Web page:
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Blog Archive > 10-Apr-16
The Psychology of Creepiness
Have you met anybody that you found creepy? Yes, of course you have. And
you've probably seen plenty on TV and in the movies, where writers and producers
love to cast weird people who build the tension.
But what is it about people that makes them creepy? McAndrews and Koehnke
(2016) found a range of factors, including:
- Standing too close
- Greasy hair
- Peculiar smile
- Bulging eyes
- Having a mental illness
- Long fingers
- Unkempt hair
- Pale skin
- Bags under eyes
- Odd/dirty clothes
- Licking lips frequently
- Laughing at odd times
- Steering conversation toward one topic (especially sex)
- Making it impossible to leave without seeming rude
- Displaying unwanted sexual interest
- Asking to take a picture of you
- Being very thin
- Displaying too much/little emotion.
Oh yes, and being male. It's so much easier to be creepy if you're a man, and
particularly when you are talking with a women. Age difference probably doesn't
help, either. Women are well aware of the
potential predatory actions of some men and have a strong radar for signs of
danger, which they typically include in the general descriptor of 'creepy'.
Threats are experienced when it is difficult to predict what the person will do,
and creepiness often displays this through uncertainty and ambiguity in the way the
creepy person appears and behaves.
Just reading this may make you feel a bit creeped out as it reminds you of
creepy people you have met before. It's also a great checklist for movie-makers,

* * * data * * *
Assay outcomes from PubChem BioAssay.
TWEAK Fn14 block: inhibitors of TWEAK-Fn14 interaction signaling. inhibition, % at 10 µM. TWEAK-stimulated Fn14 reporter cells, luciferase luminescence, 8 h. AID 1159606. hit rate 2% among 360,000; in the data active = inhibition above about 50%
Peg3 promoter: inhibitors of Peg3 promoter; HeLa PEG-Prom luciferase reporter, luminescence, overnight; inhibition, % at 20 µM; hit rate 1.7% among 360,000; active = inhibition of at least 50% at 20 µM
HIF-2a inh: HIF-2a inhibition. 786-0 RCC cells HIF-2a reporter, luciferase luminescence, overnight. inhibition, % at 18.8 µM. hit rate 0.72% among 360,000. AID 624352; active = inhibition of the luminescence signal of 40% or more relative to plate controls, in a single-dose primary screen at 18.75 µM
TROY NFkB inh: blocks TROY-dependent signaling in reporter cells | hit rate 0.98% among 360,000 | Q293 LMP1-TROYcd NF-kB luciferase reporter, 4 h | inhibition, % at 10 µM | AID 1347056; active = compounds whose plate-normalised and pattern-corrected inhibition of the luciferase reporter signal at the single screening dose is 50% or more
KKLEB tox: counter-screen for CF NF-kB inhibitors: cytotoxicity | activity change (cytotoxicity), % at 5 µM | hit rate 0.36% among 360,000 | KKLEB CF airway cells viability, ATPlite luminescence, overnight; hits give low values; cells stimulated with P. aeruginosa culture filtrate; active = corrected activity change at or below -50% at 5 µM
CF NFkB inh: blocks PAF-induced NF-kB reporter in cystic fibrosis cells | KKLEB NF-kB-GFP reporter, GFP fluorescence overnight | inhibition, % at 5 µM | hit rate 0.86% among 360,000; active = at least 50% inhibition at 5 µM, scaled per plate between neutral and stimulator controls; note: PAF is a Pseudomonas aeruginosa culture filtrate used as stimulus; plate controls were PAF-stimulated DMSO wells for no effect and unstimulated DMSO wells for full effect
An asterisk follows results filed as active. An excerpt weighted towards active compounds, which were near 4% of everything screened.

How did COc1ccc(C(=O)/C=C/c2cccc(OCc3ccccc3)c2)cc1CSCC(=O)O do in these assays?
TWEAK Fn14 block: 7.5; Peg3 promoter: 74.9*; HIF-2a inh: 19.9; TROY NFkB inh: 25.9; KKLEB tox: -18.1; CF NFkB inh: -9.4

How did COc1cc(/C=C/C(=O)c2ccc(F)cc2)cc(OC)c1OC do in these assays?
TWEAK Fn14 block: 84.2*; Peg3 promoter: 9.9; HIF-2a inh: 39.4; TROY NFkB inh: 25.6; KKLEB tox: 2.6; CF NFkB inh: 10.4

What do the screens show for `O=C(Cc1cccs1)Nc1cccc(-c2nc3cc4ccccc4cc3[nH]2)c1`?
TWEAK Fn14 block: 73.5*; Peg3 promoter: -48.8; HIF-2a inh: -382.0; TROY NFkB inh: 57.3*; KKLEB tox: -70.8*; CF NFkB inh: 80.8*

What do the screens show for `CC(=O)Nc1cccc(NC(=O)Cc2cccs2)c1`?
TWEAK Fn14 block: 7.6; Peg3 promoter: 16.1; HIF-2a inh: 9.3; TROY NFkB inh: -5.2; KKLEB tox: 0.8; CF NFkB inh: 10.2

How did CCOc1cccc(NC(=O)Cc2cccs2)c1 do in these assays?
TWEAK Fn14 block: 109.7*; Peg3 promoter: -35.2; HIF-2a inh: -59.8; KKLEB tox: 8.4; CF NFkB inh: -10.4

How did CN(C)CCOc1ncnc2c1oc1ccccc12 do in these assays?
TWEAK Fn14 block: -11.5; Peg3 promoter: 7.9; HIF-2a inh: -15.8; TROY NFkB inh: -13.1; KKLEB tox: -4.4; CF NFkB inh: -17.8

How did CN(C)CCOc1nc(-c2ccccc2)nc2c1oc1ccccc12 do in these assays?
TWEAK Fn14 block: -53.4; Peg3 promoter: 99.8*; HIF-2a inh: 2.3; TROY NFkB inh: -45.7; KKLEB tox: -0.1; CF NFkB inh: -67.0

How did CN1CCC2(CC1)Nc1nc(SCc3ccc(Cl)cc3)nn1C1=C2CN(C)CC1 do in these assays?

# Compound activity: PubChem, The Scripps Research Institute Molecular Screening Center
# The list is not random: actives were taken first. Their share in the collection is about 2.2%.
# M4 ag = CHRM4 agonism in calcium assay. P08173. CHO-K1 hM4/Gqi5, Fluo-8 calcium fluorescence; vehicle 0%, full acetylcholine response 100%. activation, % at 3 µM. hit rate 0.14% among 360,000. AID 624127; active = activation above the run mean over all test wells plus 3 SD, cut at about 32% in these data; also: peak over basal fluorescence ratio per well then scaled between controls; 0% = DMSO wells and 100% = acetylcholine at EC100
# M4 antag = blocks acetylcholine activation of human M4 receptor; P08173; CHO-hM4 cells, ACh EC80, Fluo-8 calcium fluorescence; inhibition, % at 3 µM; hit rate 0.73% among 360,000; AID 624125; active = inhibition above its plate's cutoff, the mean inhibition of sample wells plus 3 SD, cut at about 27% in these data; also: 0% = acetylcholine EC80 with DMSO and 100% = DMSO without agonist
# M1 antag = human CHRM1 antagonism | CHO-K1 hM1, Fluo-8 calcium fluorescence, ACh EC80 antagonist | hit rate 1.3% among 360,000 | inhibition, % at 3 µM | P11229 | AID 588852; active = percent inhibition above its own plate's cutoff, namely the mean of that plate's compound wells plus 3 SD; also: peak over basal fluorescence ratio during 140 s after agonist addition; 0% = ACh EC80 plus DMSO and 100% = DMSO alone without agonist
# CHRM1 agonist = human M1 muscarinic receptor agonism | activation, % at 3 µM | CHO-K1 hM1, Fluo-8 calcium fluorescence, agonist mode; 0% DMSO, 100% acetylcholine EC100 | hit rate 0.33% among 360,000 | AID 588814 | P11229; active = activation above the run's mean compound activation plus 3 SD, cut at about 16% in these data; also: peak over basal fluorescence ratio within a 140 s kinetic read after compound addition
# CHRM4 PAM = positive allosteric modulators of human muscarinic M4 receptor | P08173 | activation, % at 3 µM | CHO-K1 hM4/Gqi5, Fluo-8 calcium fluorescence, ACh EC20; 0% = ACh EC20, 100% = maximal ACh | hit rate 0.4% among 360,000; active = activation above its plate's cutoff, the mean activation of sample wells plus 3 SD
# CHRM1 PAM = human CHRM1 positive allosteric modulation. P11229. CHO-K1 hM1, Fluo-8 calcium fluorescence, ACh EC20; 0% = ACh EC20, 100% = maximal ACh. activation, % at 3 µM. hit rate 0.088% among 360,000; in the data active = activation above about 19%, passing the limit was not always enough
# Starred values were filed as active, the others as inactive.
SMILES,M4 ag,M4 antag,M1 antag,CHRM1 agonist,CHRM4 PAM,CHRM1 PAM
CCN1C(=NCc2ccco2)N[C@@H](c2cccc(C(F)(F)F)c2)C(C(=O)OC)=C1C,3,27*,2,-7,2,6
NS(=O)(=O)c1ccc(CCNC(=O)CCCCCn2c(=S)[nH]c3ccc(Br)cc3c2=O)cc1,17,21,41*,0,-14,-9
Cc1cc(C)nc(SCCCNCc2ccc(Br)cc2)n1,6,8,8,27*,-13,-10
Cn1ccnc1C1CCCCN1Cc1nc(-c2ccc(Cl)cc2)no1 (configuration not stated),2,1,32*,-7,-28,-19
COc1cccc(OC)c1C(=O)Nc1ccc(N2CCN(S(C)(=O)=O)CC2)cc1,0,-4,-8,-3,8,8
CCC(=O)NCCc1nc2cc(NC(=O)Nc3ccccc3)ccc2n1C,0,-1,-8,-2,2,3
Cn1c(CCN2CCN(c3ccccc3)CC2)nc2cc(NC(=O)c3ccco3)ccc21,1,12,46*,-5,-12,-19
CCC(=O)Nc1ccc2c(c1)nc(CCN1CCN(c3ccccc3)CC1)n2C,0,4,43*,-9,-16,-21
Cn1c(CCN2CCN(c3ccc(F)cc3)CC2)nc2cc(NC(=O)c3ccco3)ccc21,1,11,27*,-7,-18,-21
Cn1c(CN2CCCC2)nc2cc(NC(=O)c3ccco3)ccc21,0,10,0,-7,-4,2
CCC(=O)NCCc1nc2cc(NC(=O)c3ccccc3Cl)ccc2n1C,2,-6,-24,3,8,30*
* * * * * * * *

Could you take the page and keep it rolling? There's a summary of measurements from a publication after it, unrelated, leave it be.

though I'm sure we could add a few more items as well. But how about reducing
the list? Can we identify some of the common underlying factors? Here's a list
of what we expect of others, and the creepy-list breaking of these expectation:
- Dirty / infectious: Greasy hair, Unkempt hair, Odd/dirty clothes,
Pale skin, Bags under eyes, Being very thin, Bulging eyes
- Self-focused (lacking empathy): Peculiar smile, Laughing at odd
times, Licking lips frequently, Steering conversation towards one topic,
Displaying unwanted sexual interest, Displaying too much/little emotion
- Not knowing social rules (and hence may break them): Peculiar
smile, Standing too close, Laughing at odd times, Displaying unwanted sexual
- Possible physical threat: Standing too close, Bulging eyes,
Bulging eyes, Long fingers, Licking lips frequently, Steering conversation
towards one topic, Asking to take a picture of you, Making it impossible to
leave without being rude.
This gives a clear steer if you want to avoid appearing creepy, which is
surprisingly easy to do, especially if you are a man taking with a woman (and
more so if you find her attractive).
- Be clean and tidy, especially when meeting people you don't know
- Be empathetic. Focus on them and
though not too much. Beware of sharing personal details that may make them
- Follow social rules. Know social
values. Be kind.
Reciprocate. Respect them.
- Be safe. Avoid threats in how you stand, how you move and what
you say. Avoid getting too close or sudden movement. Avoid emotional words,
including swearing. Be reliably predictable.
McAndrews, F.T. and Koehnke, S.S. (2016), On the Nature of
Creepiness, New Ideas in Psychology, 43, December 2016, 10?15